In addition to being my boss’ birthday, tomorrow is supposed to be Judgment Day according to Harold Camping. No, it’s not the end of the world. That’s coming in October.
Just for the record, I may as well make my own prediction: There will be no rapture tomorrow. However there will be plenty of discouraged and disillusioned people. I’m amazed how many have bought into Camping’s prediction. I feel sorry for these folks. They’ve been led astray.
Here’s the precise prediction from Camping’s website:
What will take place on May 21?
On May 21, 2011 two events will occur. These events could not be more opposite in nature, the one more wonderful than can be imagined; the other more horrific than can be imagined.
A great earthquake will occur the Bible describes it as “such as was not since men were upon the earth, so mighty an earthquake, and so great.” This earthquake will be so powerful it will throw open all graves. The remains of the all the believers who have ever lived will be instantly transformed into glorified spiritual bodies to be forever with God.
On the other hand the bodies of all unsaved people will be thrown out upon the ground to be shamed.
The inhabitants who survive this terrible earthquake will exist in a world of horror and chaos beyond description. Each day people will die until October 21, 2011 when God will completely destroy this earth and its surviving inhabitants.
That seems fantastical enough, and I don’t understand how people could really believe that. But a story on NPR takes it to the next level.
On May 21, “starting in the Pacific Rim at around the 6 p.m. local time hour, in each time zone, there will be a great earthquake, such as has never been in the history of the Earth,” [Kevin Brown] says.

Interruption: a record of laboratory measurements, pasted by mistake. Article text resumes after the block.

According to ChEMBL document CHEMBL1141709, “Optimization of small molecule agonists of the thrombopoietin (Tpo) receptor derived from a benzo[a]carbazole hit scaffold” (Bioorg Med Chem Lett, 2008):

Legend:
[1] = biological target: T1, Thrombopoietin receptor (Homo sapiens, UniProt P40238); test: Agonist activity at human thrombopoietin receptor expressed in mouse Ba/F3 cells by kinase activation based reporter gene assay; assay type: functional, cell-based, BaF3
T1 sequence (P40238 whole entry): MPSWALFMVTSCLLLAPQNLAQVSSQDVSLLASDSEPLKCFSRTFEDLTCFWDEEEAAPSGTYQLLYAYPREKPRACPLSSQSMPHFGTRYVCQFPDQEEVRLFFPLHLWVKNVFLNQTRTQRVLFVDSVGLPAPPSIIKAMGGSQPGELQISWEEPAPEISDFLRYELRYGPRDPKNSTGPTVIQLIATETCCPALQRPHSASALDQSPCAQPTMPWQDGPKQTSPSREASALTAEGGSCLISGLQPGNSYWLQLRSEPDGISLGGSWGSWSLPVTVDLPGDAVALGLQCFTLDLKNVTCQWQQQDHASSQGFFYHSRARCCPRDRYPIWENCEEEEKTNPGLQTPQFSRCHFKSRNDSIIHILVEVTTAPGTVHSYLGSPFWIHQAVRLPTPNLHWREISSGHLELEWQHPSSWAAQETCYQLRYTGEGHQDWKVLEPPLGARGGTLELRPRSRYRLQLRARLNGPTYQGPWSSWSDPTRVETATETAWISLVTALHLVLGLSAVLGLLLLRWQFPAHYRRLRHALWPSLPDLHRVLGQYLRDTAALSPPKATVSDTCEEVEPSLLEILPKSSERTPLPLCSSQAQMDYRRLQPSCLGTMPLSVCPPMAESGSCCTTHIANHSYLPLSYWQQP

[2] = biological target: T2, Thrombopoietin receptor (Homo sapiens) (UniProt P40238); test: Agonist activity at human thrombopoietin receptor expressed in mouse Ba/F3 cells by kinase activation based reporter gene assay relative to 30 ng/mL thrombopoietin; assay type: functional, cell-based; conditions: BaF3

So wait — we’re to expect this massive earthquake to happen time zone by time zone? Twenty-four earthquakes in little vertical slices of the planet from pole to pole? That just seems ludicrous on the face of it. I mean even if you accept the whole rapture premise — Why would God honor time zones?
I was curious to know if this was Kevin Brown’s own idea. Nope, turns out this comes from Camping himself.
Tina Dupuy interviewed Camping and wrote about it in the Atlantic, and she gets right to the heart of the silliness:
The Rapture is at 6 p.m. on May 21, 2011, where ever it’s 6 p.m. first, with the “fantastically big” world-ending event taking place on a time zone by time zone basis.
That means we can expect the Rapture to start when it hits 6 p.m. at the International Dateline at 180 Longitude — roughly between Pago Pago (American Samoa) and Nuku’alofa (Tonga). We’ll know it’s Judgment Day because there will be an earthquake of previously unprecedented magnitude, Camping predicts.
So, according to these calculations, the Rapture will actually begin like a rolling brownout across the globe at 11 p.m. PST on Friday, May 20th. “Everyone will be weeping and wailing because they’ll know in a few hours it’ll come to their city,” said Camping.
So that’s 9PM tonight in our time zone. Might be a good time for a cocktail.
It’s easy to make jokes about the situation. I’ve been invited to a number of funny Facebook events like “Post Rapture Looting” and “Pre Rapture Orgy” and “Scare the Christians by Leaving Empty Shoes and Dry Ice Around.” Ha ha. But I also find this phenomenon troubling. I find it troubling there seem to be so many people who’ve fallen for this. I suppose it’s further evidence that it’s a big old world, and there are a certain percentage of rubes out there.
If you actually have the stomach to investigate Camping’s math, you can’t help but realize he’s a charlatan who will likely prosper no matter what happens. He’s like Donald Trump, in a way: a complete clown who’s playing the system by getting people worked up over sheer foolishness. That’s not to say either Camping or Trump are harmless. Quite the opposite. I hope no one is hurt by these shenanigans, but it wouldn’t surprise me if something ugly happens.
I suppose we’re all prone to apocalyptic end times paranoia. I just don’t see it coming like Camping predicts. I see it more like massive environmental degradation. For my daughter’s sake, I hope I’m wrong about that too.
Post Scriptum: For a good example of proper attribution for one of my photos, check out this Catholic News Agency story: Catholic scholar dismantles May 21 Judgment Day claims